PUBLISHING and education giant Pearson will move from its sprawling headquarters in Belfast city center in favor of flexible workspace.
The former owner of the Financial Times officially opened a financial services center in Belfast in 2017, which he says could eventually lead to the creation of 300 jobs.
The NI Invest-backed project saw the company register for just under 16,000 square feet on the first floor of Millennium House next to the Europa on Great Victoria Street.
But the Â£ 330,000-a-year offices are now back in the market following a post-pandemic Pearson review that led the publishing giant to officially adopt a hybrid working model.
The group confirmed to The Irish News that it is now looking for “more flexible offices in Belfast”.
Pearson’s move to Belfast in 2016 saw the company initially share offices with business consultancy group EY.
Its workforce hit the 100 mark when it opened the Financial Services Center at Millennium House in May 2017.
Pearson has declined to confirm how many people she currently employs in Northern Ireland, but she continues to recruit here.
A spokesperson said 98 percent of its employees had recently expressed a preference to continue working from home with access to an office only for “key team, social or program reasons.”
In a statement, he said: âThe Pearson Financial Services Center in Belfast remains a key strategic asset for us and the value our people in Belfast bring to us is important.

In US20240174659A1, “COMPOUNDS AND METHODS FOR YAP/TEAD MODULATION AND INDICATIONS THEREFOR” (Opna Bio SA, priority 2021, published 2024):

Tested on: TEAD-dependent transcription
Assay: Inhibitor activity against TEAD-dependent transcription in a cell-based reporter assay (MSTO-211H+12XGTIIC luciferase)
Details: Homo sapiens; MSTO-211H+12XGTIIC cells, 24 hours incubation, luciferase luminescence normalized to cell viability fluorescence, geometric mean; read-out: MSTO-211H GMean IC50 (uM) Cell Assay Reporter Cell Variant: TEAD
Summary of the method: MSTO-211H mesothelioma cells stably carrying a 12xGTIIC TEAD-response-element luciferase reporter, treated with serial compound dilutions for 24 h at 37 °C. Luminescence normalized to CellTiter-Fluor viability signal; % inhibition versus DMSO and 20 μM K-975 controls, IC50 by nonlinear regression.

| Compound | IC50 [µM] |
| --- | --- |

âAs announced in March, Pearson has revised its global real estate strategy and footprint in light of changing work practices and we plan to modernize our workplaces, moving to a hybrid working model.
âAs such, we are looking for more flexible offices in Belfast. “
Pearson’s decision to move to Belfast was backed by an offer of nearly Â£ 2million in support from Invest NI and the Department of the Economy.
Invest NI said it has paid Pearson Â£ 741,706 in financial support to date.
The economic support agency said its support for job creation projects is being offered on the basis that jobs will be created and maintained for “a period of time, providing economic benefits to Ireland’s economy from North”.
“In order to receive grants, a company must have a physical presence in Northern Ireland, as well as a commitment that jobs will be maintained in Northern Ireland,” a spokesperson said.
Meanwhile, much of the ground floor of The Soloist building in Belfast has been converted from retail and catering space into new office space.
Two blocks totaling approximately 13,500 square feet of office space are now on the market next to Waterfront Hall.
It follows the closure of a number of hotel companies on the ground floor of the building.
KPMG, Pinset Masons and Caffe Nero continue to operate in the Lanyon Place building.